Learning curve: Hire power [from the September MM&D print edition]

by Tracy Clayson

When thinking about leadership, we often focus on the skills and abilities that make leaders strong: their vision, their ability to think strategically, their strength as communicators and negotiators.

When thinking about a successful company, we often focus on how it managed to create and grow its business: by gaining market dominance, by exceeding clients’ expectations, by designing and creating products and services, and by tapping the strength and talent pool of the company’s leaders.

This last item is the most crucial. Companies are built by their leadership teams, so it is paramount that organizations select and retain top industry performers. This is where HR comes in. CEOs and other senior executives need to rely on human resources departments to find and keep strong leaders and top players, and this is especially true now in this tough economic market.

A recent study conducted by the Human Resource Professional Association (HRPA) and Knightsbridge Human Capital Solutions examined the CEO’s perspective of the human resources department and the work it does.
According to Chris Larsen, the HRPA’s vice-president of marketing and membership, CEOs view senior HR executives as confidants who help businesses navigate through difficult personnel situations, including those involving senior executives. To some degree, this level of confidence is forced upon both parties. Who else can the CEO confide in or share key personnel performance reports with?

While the HRPA/Knightsbridge report shows that CEOs recognize the contributions HR brings to talent management, succession planning, engagement and retention, the study also finds that HR needs to do more.
Business leaders need to engage their HR executives and encourage them to develop a more inclusive, strategic, and collaborative process that involves both human resources and the C-suite. As part of that collaboration, both sides need to pay attention to the domain of the other. Management needs to get more involved in human resources issues, and HR, in particular, needs to have a better understanding of the business. The partnership between HR and the CEO requires HR leaders to be up to speed on business objectives and tactics and what the business case is behind the recruiting and development plan. HR is not simply an administrative support function in the company’s operating plans. It needs to broaden its skill base and value offering to contribute to and respond to the development of strategic business plans.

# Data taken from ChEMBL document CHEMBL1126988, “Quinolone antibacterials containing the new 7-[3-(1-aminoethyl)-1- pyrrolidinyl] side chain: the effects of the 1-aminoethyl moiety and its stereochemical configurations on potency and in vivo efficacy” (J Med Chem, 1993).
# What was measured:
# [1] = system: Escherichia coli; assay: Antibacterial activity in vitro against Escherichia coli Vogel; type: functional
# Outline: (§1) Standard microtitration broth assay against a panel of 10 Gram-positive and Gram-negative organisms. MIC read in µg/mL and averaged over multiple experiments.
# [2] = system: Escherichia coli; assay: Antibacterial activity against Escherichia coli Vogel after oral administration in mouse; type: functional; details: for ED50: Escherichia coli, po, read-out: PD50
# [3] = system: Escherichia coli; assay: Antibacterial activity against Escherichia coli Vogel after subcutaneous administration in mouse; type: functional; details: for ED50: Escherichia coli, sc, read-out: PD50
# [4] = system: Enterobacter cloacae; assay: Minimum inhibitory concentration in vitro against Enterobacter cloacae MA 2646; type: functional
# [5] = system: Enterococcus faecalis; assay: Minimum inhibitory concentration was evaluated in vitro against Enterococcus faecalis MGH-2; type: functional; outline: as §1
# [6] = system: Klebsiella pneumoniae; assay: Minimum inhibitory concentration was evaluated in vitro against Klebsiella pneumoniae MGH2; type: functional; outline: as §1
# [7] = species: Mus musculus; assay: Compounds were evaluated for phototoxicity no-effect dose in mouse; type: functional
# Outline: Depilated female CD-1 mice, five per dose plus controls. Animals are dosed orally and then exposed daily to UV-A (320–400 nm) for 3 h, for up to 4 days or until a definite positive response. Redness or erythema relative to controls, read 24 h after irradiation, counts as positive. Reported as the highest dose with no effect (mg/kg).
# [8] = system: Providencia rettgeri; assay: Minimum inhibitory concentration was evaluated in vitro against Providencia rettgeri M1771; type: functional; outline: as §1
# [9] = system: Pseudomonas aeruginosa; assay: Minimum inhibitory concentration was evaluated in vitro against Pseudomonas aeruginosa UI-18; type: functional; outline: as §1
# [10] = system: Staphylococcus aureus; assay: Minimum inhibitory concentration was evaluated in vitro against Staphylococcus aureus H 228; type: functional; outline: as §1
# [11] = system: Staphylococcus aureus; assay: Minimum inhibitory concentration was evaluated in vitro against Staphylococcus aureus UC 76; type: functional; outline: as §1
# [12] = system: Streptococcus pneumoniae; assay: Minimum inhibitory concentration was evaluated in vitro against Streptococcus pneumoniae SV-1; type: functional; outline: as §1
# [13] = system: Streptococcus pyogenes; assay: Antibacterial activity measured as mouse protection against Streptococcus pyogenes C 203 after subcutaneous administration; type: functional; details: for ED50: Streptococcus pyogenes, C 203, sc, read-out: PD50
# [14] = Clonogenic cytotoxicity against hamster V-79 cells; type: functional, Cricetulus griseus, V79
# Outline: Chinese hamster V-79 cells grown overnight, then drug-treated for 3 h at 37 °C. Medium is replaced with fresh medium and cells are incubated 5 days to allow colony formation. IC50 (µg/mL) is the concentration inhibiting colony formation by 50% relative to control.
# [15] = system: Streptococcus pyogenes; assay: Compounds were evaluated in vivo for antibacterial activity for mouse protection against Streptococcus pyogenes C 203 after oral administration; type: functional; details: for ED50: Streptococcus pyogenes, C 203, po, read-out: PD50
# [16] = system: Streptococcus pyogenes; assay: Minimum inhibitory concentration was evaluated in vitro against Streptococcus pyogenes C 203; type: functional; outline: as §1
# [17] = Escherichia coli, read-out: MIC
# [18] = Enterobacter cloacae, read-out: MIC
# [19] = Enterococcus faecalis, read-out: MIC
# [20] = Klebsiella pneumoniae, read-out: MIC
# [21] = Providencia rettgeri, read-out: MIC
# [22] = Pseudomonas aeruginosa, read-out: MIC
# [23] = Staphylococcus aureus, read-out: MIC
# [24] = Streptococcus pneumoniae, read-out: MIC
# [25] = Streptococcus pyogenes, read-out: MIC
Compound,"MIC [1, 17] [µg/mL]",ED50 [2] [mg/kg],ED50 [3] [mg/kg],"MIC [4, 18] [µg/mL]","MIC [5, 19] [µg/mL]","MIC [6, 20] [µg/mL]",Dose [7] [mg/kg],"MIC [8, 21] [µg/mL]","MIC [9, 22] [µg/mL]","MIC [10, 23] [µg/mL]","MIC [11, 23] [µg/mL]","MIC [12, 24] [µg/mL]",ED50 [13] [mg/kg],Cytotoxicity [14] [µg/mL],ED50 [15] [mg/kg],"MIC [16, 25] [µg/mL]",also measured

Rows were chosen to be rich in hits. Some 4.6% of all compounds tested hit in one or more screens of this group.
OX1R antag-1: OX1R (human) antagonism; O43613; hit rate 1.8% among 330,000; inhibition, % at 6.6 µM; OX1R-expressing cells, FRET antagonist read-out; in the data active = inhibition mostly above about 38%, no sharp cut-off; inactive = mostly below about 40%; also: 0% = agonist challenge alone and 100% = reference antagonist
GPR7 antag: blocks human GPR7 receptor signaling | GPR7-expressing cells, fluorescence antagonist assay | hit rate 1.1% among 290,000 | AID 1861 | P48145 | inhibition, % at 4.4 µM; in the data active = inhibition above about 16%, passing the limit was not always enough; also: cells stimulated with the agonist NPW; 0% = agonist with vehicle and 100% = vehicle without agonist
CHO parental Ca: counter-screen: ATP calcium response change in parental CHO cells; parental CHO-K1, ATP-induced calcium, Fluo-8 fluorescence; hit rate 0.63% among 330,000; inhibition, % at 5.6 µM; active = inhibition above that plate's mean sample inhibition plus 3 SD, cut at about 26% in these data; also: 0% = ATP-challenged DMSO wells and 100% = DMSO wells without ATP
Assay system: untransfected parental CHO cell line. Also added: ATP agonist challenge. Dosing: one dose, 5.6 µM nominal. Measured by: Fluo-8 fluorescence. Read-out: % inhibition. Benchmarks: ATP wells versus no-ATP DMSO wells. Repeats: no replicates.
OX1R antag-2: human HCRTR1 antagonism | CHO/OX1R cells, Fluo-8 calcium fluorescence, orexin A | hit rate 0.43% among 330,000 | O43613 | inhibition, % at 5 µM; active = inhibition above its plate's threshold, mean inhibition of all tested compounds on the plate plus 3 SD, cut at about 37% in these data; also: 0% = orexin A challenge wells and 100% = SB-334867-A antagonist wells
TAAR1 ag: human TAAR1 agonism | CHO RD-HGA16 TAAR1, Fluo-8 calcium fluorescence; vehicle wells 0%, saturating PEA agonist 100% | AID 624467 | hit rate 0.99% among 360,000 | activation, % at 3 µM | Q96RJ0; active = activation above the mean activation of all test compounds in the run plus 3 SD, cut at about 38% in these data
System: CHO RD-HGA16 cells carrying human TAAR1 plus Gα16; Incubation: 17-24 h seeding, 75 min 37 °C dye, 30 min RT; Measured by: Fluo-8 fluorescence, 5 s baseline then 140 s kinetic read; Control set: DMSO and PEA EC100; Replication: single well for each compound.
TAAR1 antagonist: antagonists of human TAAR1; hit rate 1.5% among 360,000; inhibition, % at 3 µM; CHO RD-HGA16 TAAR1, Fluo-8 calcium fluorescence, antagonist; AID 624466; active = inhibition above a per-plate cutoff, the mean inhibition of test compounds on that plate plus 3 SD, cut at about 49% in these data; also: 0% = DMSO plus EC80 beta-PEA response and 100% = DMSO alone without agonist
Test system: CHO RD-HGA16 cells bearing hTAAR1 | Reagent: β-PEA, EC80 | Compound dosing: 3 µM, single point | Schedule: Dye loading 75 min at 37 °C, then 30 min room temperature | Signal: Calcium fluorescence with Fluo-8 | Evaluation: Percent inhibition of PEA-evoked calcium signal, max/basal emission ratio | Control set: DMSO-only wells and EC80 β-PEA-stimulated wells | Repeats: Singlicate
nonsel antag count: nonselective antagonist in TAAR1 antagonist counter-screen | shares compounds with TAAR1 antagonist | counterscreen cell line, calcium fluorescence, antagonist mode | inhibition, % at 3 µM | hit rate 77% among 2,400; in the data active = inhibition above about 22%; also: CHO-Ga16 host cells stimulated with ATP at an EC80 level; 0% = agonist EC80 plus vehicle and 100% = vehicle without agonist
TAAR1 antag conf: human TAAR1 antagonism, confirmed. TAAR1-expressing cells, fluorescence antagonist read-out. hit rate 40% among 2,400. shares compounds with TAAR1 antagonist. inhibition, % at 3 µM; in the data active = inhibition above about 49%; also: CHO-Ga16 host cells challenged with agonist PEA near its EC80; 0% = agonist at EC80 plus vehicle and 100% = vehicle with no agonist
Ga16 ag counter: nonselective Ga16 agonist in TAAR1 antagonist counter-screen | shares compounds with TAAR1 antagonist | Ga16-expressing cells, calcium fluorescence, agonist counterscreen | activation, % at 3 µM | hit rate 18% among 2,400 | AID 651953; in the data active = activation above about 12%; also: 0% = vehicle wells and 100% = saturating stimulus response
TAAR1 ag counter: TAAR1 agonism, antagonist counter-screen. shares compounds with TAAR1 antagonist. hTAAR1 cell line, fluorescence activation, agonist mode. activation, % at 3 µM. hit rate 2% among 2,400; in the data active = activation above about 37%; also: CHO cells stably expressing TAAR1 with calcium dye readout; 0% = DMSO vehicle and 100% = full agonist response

The HRPA report finds that CEOs are looking for HR leaders who can assert their ideas and provide solutions that are savvy, perceptive and focused on core values and goals of the organization. As one CEO in the report said, HR shouldn’t be “mired in the tactical application of policy and programs while disconnected from the real needs of the business.”

A cautionary note must be delivered to HR leaders who lean heavily on the comforts of performing administrative aspects of the personnel department over a CEO’s expectations of attracting, recruiting, developing and retaining top talent. Sticking to core competencies of HR administration is a limiting tendency that will prevent HR from being recognized as an executive level participant. To fully engage in strategic planning initiatives, HR also needs to understand the value of outsourcing administrative tasks to better focus on attracting, developing and retaining top talent within the organization.

Some industries report a higher level of engagement with HR, especially knowledge management firms like pharmaceuticals and finance, while resource and manufacturing industries tend to view the HR role as hirers and firers who recruit  and discipline.

Communicating the CEO’s messages in times of restructuring and change is a something many executives rely on HR leaders to do. A checklist from the report asks today’s HR leaders if they have the skills and resources needed to help their organizations change, grow and prosper. Ultimately, HR leaders must be business people first and HR experts second. They need to be able to link the hard realities of profit and loss statements with business goals and ensure the HR strategy aligns with them.

Dave Ulrich, founder of RHL Group, a leadership consulting firm, says good HR executives have vision, can create strategy, pay attention to the execution of tasks, and understand the need for accountability.

Today’s HR executives must understand that there are new tools available to help with recruiting and retention, and the leading ones use those tools—including social media and employee feedback—to do their jobs. The best also are able to create compelling employer brands that entice new top performers and engage current employees.

Good HR leaders build professional development programs that grow and enhance the skills of their companies’ current talent. They work to shape the management culture and create a workplace that encourages the sharing of ideas and feedback, all while promoting a more collaborative environment. Hierarchical models of management are not what the new generation of talent is interested in. Instead they expect to be challenged to rise to greater heights of responsibility, and to contribute to corporate planning and development.

HR leaders should have clear quantitative processes in place to measure what it costs to hire somebody, how much is invested in employee development, and how big a hit the company takes by not having the right person in the right role.

Tracy Clayson is managing partner, business development of Mississauga, Ontario-based In-Transit Personnel.